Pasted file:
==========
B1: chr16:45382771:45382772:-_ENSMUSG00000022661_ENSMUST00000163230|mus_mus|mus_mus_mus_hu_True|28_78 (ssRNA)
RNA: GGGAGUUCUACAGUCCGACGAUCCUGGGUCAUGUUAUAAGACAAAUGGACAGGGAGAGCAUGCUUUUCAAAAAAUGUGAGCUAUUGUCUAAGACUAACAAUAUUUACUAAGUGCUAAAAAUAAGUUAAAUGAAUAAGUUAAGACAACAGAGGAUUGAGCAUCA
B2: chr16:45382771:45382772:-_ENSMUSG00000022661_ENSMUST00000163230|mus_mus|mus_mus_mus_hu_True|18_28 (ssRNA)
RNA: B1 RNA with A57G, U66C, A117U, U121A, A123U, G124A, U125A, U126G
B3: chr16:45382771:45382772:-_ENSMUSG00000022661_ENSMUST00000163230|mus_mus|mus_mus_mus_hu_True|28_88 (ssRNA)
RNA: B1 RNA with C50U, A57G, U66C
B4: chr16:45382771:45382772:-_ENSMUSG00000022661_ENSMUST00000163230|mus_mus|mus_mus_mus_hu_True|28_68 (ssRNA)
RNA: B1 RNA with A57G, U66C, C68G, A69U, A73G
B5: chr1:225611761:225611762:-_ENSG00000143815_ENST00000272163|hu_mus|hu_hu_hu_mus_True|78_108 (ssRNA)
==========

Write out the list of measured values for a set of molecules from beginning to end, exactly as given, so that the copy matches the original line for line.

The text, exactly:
B1: chr16:45382771:45382772:-_ENSMUSG00000022661_ENSMUST00000163230|mus_mus|mus_mus_mus_hu_True|28_78 (ssRNA)
RNA: GGGAGUUCUACAGUCCGACGAUCCUGGGUCAUGUUAUAAGACAAAUGGACAGGGAGAGCAUGCUUUUCAAAAAAUGUGAGCUAUUGUCUAAGACUAACAAUAUUUACUAAGUGCUAAAAAUAAGUUAAAUGAAUAAGUUAAGACAACAGAGGAUUGAGCAUCA
B2: chr16:45382771:45382772:-_ENSMUSG00000022661_ENSMUST00000163230|mus_mus|mus_mus_mus_hu_True|18_28 (ssRNA)
RNA: B1 RNA with A57G, U66C, A117U, U121A, A123U, G124A, U125A, U126G
B3: chr16:45382771:45382772:-_ENSMUSG00000022661_ENSMUST00000163230|mus_mus|mus_mus_mus_hu_True|28_88 (ssRNA)
RNA: B1 RNA with C50U, A57G, U66C
B4: chr16:45382771:45382772:-_ENSMUSG00000022661_ENSMUST00000163230|mus_mus|mus_mus_mus_hu_True|28_68 (ssRNA)
RNA: B1 RNA with A57G, U66C, C68G, A69U, A73G
B5: chr1:225611761:225611762:-_ENSG00000143815_ENST00000272163|hu_mus|hu_hu_hu_mus_True|78_108 (ssRNA)